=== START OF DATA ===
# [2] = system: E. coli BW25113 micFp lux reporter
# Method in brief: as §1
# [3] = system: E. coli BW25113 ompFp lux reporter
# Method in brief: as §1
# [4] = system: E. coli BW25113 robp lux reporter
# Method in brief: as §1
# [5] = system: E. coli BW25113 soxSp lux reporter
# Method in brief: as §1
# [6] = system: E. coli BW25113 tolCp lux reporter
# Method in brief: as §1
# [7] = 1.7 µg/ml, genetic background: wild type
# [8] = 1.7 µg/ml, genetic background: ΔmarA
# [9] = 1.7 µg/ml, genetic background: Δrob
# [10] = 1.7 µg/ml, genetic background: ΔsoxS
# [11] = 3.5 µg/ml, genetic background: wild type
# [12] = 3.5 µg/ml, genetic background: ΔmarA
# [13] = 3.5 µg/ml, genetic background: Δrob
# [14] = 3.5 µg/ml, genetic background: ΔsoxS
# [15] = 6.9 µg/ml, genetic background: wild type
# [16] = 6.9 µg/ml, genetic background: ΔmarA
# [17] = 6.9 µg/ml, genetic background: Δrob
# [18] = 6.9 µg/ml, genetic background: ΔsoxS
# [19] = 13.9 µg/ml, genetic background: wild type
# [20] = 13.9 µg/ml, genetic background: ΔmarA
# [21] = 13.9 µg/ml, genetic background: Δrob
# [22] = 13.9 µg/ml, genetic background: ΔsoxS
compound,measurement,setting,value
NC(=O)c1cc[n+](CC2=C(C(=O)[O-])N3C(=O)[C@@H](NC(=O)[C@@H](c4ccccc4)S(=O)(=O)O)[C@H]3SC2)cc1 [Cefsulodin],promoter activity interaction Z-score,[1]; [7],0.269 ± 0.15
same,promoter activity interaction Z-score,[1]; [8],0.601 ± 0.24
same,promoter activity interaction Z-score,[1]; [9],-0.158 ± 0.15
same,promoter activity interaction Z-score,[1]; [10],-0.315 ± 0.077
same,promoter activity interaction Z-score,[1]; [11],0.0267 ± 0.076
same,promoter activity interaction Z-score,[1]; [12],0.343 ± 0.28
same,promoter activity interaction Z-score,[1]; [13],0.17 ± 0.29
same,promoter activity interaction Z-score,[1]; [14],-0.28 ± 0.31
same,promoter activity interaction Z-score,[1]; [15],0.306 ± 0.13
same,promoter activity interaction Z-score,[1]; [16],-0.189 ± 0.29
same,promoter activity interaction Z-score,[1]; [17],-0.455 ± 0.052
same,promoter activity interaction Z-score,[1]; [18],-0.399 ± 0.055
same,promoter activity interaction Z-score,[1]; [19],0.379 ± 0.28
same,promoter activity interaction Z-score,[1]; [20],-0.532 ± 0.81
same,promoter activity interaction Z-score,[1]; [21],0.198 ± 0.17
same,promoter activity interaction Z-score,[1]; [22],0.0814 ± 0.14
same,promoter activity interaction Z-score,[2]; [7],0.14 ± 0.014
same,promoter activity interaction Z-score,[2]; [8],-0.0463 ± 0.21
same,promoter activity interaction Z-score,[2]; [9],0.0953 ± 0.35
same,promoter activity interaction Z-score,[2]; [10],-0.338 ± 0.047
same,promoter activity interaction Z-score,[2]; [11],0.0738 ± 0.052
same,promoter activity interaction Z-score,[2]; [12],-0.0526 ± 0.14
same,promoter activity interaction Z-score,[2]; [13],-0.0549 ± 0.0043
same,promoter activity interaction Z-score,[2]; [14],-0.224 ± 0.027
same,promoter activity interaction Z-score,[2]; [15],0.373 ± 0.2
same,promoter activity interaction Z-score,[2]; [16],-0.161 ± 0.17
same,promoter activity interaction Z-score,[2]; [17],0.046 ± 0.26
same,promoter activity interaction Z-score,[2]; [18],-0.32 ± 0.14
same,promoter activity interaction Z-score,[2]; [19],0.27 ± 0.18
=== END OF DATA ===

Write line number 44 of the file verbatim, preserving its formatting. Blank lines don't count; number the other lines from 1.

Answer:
same,promoter activity interaction Z-score,[2]; [7],0.14 ± 0.014